One of the more insidious things about religions is their claim to exclusivity. The belief than any religion is the “only true religion” is bound to run up against the fact that there are many religions in the world, most of them sincerely believed. We have much to learn from religions outside the one (if any) we were raised in. I’ve known about Thich Nhat Hahn for quite a few years now. One of his books was published (perhaps republished) by Routledge. As their religion editor I was familiar with it, but as he was not “my author” (that’s the way publishing works), I didn’t contact him. One of the most famous Buddhist religious teachers, Thich Nhat Hahn strives to transcend religion, which seems like a noble goal. His Zen approach is simple and important.
This book’s title, Love Letter to the Earth, indicates what it is. A reflection on environmental sensibility, it includes literal love letters to the planet. Arguably it is probably a book best read in small batches with time to contemplate between each reading. Although some aspects are clearly Buddhist, there are also noticeably Christian elements as well. Christian spiritual leaders, such as Thomas Merton, knew there was no inherent conflict between Christianity and Buddhism. Thich Nhat Hahn is also remarkably prolific, having written over 150 books. World religious leaders need to take a lesson here concerning speaking out about environmental justice. Certainly there are those who will disagree with aspects of his theology, as reasonable and important as it is. The message is larger than that.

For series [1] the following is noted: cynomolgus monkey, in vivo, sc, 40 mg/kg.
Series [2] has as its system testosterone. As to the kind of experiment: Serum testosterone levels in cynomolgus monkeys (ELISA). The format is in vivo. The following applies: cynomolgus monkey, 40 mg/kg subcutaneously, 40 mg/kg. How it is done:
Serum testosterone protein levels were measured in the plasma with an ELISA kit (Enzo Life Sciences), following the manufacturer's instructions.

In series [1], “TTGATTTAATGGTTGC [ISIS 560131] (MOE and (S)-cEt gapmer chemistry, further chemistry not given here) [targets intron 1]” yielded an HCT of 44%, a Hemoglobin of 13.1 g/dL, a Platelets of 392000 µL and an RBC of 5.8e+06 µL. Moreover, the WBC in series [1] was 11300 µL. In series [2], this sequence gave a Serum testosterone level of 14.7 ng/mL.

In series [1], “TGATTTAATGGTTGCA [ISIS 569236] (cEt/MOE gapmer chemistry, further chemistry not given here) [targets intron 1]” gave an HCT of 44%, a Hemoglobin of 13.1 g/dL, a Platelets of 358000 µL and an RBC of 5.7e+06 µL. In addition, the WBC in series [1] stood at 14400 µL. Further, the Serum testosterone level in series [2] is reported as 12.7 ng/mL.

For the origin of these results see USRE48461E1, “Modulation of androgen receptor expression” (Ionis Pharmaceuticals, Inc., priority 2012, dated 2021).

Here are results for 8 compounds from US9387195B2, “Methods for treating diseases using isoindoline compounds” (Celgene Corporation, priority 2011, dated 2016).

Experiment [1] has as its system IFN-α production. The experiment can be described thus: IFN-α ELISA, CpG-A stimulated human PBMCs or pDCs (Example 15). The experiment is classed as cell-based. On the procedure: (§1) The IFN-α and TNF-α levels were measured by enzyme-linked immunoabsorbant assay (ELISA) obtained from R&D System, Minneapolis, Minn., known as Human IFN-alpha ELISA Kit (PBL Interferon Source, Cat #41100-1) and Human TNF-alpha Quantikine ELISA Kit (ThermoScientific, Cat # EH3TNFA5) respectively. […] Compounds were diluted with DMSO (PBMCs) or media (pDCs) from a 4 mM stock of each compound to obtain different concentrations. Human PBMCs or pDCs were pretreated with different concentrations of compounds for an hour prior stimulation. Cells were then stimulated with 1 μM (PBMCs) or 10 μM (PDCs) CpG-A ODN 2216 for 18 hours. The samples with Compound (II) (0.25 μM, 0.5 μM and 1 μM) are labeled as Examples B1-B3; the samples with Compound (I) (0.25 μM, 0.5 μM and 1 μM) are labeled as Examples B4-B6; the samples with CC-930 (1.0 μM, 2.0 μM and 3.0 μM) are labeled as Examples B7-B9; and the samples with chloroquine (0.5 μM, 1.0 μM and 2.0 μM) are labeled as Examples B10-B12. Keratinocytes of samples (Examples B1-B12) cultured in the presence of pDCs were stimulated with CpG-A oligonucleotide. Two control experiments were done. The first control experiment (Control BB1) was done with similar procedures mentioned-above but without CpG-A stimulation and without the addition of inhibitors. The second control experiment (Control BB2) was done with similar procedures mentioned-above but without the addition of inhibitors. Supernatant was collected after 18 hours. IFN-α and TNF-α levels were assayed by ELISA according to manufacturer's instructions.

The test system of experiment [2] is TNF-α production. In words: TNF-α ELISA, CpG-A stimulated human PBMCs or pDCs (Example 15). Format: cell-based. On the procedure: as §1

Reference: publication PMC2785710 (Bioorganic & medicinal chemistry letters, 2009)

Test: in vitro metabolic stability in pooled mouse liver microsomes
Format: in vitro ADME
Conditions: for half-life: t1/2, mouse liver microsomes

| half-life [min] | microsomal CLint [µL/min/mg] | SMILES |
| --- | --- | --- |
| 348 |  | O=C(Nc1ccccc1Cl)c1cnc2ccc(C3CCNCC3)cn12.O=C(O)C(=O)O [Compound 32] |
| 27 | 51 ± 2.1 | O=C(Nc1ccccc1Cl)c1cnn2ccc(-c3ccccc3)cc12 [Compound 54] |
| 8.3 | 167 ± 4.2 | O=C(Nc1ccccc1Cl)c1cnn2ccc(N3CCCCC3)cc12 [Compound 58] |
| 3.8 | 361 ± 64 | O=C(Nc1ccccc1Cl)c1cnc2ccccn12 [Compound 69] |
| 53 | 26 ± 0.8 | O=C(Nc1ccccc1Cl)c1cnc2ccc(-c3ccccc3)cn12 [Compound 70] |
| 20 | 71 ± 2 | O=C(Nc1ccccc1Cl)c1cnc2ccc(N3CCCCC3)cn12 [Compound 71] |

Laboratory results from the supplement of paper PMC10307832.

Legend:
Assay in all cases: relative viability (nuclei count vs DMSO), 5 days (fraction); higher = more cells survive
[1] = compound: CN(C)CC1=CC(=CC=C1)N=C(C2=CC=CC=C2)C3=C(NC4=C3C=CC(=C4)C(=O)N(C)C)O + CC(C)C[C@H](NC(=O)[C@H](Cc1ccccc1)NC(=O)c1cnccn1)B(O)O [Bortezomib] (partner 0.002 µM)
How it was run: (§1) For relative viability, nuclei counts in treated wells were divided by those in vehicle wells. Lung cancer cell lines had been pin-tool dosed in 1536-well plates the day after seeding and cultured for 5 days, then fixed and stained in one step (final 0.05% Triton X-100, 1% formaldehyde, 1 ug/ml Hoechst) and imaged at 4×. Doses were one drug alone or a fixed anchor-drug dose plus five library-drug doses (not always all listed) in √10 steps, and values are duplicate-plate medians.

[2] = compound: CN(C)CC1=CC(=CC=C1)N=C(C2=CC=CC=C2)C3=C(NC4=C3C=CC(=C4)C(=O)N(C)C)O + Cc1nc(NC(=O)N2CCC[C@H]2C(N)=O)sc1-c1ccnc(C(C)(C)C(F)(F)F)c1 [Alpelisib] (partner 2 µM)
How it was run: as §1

This book is based on the truth that we are all made of this universe and we contain within ourselves that universe. The earth is our mother, understood by Nhat Hahn in an almost, if not literally, literal way. While this isn’t news it is nevertheless profound. When religions are used as excuses to attack the earth they cease to be true in any sense. Those who don’t buy that perverted outlook are being condemned by those who do. The earth is our home and it is our responsibility to preserve it not only for our own sake, but that of all creatures. This Nhat Hahn does without being judgmental. He instead calls for a religion that takes other religions as part of a non-conflictual belief system. Religion starts wars. Wars, of course, come at great cost to the planet, quite apart from the human suffering. There is much wisdom in this slim book which would benefit many to read.